TO THE BONE

Empire (UK) - - ON.SCREEN - HELEN O’HARA VERDICT The strong writ­ing and per­for­mances strip away the noise around anorexia and leave a sen­si­tively han­dled and pow­er­ful in­die drama that’s not just for teenagers.

SHOWRUN­NER Marti Noxon CAST Lily Collins, Car­rie Pre­ston, Lili Tay­lor, Keanu Reeves, Alex Sharp, Retta, Liana Lib­er­ato

PLOT Ellen’s (Collins) strug­gles with anorexia have taken her out of col­lege and nu­mer­ous treat­ment pro­grammes. Her fam­ily sends her to Thresh­old, an un­con­ven­tional new pro­gramme run by Dr Beck­ham (Reeves) that may be her last chance.

UN­TIL NOW, THE screen has treated anorexia and eat­ing dis­or­ders as the stuff of melo­drama rather than a men­tal ill­ness wor­thy of se­ri­ous dis­cus­sion. Blame the per­cep­tion that it’s a young women’s dis­ease, per­haps, or Hol­ly­wood’s own twisted body is­sues. But Marti Noxon’s de­but fea­ture cor­rects that over­sight, tak­ing a low-key, darkly comic ap­proach that fo­cuses on char­ac­ter first and ill­ness sec­ond.

Both writer-di­rec­tor Noxon and star Lily Collins have suf­fered eat­ing dis­or­ders, so it is no sur­prise that they take a nu­anced view of their sub­ject mat­ter. In the very first scene this film makes clear that it will not sim­ply pin eat­ing dis­or­ders on the me­dia, yet it also gives short shrift to the pro-ana move­ment’s ar­gu­ment that this ill­ness is a per­sonal choice and noth­ing to worry about. Some feared, after see­ing the trailer, that this would glam­or­ise eat­ing dis­or­ders, but while it’s not scat­o­log­i­cal, there’s no beauty in these achingly thin bod­ies and feed­ing tubes.

The dis­ease is not the per­son, and all the suf­fer­ers on Dr Beck­ham’s (Reeves) res­i­den­tial pro­gramme feel like dis­tinct in­di­vid­u­als. They’re just di­vorced from re­al­ity: after see­ing a movie they dis­cuss whether the star, who is “at least a size six”, is “fat” or “just big-boned”. They ob­sess over fan­tasy sto­ries but hide Tup­per­ware boxes of vomit un­der their beds.

Collins’ anorexia suf­ferer Ellen seems to sur­vive chiefly off her own sim­mer­ing fury. She lashes out at the world, at her fam­ily, at her dis­ease — but most of all at her­self, and that cor­ro­sive anger leaves her with a knob­bly, bruised spine and the shad­owed cheeks of the starv­ing. Yet it’s the in­se­cu­rity that Collins al­lows to peek out un­der­neath, and the ob­vi­ous aware­ness of her own des­per­ate straits, that draws em­pa­thy and not pity. Ellen knows all the facts but can’t quite stop her own self-de­struc­tion. Anorexia, in her case, is not about look­ing a cer­tain way but tak­ing con­trol in an un­cer­tain world, only to find that it leaves you more out of con­trol than ever.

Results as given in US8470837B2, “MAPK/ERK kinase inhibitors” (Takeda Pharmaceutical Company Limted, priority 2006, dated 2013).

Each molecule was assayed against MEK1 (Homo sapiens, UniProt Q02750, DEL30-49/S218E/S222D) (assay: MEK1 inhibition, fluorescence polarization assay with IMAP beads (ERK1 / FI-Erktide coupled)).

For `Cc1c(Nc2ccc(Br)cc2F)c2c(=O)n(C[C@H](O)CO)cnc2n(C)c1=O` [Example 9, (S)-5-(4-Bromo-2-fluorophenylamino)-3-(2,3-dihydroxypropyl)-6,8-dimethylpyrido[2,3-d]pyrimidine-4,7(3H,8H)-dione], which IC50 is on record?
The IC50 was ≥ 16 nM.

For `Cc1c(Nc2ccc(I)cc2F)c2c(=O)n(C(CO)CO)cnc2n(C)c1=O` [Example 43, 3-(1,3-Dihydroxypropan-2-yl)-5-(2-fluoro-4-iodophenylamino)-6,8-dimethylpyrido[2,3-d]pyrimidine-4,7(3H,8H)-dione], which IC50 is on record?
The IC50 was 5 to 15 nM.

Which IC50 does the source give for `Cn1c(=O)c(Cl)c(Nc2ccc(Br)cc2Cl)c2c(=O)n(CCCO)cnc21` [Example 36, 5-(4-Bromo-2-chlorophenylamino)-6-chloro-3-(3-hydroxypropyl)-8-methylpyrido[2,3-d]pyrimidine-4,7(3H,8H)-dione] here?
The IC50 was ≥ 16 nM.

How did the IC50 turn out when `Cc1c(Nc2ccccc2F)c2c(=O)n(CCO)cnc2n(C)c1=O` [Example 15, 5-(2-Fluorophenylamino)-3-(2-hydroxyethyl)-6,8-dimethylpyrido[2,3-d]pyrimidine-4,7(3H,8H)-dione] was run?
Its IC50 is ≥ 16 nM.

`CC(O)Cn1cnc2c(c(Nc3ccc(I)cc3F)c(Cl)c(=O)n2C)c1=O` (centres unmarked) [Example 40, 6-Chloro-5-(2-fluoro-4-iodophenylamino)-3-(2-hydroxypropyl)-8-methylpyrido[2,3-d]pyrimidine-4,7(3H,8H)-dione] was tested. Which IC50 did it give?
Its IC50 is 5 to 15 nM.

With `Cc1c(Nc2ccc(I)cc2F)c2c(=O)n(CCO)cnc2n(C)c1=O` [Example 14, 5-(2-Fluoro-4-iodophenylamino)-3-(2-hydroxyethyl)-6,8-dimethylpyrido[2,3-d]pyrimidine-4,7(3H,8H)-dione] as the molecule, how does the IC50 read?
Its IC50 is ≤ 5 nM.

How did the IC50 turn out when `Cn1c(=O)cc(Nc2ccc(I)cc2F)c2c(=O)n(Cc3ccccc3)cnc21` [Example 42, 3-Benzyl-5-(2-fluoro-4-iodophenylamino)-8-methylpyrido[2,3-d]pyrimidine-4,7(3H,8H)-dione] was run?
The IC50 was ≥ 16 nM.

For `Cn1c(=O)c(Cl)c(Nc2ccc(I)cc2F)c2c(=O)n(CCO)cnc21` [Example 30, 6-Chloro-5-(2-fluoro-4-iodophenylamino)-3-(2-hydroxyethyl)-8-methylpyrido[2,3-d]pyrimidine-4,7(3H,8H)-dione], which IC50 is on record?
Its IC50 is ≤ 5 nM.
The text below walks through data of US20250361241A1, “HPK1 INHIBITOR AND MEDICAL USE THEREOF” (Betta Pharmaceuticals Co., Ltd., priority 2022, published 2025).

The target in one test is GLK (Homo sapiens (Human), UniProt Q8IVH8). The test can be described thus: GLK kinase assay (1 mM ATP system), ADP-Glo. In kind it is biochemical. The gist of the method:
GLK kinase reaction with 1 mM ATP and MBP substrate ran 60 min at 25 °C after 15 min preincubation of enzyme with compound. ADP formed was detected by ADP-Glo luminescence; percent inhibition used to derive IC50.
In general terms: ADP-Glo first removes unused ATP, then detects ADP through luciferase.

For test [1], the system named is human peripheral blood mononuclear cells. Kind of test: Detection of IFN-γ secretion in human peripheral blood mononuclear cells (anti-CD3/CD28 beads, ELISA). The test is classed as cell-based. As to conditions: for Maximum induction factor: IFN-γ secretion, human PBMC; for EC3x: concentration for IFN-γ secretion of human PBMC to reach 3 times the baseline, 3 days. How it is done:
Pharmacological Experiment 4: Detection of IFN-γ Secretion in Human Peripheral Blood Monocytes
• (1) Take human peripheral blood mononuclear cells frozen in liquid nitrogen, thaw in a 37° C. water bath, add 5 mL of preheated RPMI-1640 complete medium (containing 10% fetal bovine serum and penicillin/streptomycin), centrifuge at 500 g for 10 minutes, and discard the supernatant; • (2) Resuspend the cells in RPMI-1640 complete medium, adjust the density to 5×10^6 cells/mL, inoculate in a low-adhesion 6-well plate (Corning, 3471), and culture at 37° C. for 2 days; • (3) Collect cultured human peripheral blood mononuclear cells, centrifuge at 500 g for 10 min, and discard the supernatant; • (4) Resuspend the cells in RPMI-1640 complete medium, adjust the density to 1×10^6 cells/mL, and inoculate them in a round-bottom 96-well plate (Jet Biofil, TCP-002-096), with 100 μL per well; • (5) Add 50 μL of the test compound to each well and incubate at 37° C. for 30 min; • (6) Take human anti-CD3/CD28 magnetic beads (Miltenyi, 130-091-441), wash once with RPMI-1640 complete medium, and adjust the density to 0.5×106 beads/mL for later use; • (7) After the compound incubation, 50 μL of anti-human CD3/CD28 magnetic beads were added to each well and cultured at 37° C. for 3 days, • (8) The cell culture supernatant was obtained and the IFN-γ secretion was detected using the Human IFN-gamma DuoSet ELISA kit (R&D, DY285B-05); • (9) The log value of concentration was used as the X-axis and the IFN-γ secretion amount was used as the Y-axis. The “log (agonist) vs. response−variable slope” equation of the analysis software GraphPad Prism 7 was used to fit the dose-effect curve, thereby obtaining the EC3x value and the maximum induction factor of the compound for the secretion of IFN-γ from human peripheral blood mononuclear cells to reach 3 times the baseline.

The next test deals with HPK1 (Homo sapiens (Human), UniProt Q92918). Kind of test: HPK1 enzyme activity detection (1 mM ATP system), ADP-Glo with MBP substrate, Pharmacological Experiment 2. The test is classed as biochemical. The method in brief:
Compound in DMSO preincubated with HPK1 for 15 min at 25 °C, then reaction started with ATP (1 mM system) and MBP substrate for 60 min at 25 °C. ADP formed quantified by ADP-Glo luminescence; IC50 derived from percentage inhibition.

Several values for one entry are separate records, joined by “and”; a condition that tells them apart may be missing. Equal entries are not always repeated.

Op­po­site her, Reeves calmly un­der­plays Dr Beck­ham, a nice con­trast to the younger cast’s angst but also to all those in­spi­ra­tional movie doc­tors who of­fer pat so­lu­tions to com­pli­cated prob­lems. His treat­ment is not a magic bul­let for Ellen’s sit­u­a­tion; all he of­fers her are some re­al­ity checks. “Hospi­tals are for sick peo­ple. We’re here to get over that shit.”

Most of the film’s other adults, in con­trast, talk in ther­apy-ap­proved cir­cles and walk on eggshells. Car­rie Pre­ston’s des­per­ately car­ing step­mother tries to of­fer Ellen sup­port but seems per­pet­u­ally ter­ri­fied of mak­ing things worse. “Be good,” she says, drop­ping Ellen at the res­i­den­tial pro­gramme, only to add, “Not too good! Not per­fect!” Birth mother Lili Tay­lor is more hippy-dippy, giv­ing us one of the film’s most awk­wardly comic yet strangely mov­ing scenes.

Noxon’s di­rec­tion is gen­er­ally un­showy, al­low­ing the cast and di­a­logue to shine, but she does cut loose with a visit to LACMA’S Rain Room, a scene that screams “in­die movie”, and in a desert-set fi­nale. She also re­fuses to tie things up in a neat bow — there is a twin­kle of ro­mance be­tween Ellen and a fel­low pa­tient, but it’s not a love that will “save” them, just a com­pli­ca­tion. The only vic­tory here is re­al­is­ing there’s no happy end­ing and strug­gling on any­way, a mes­sage that is not only ap­pli­ca­ble in cases of anorexia but to all the rest of us as well.

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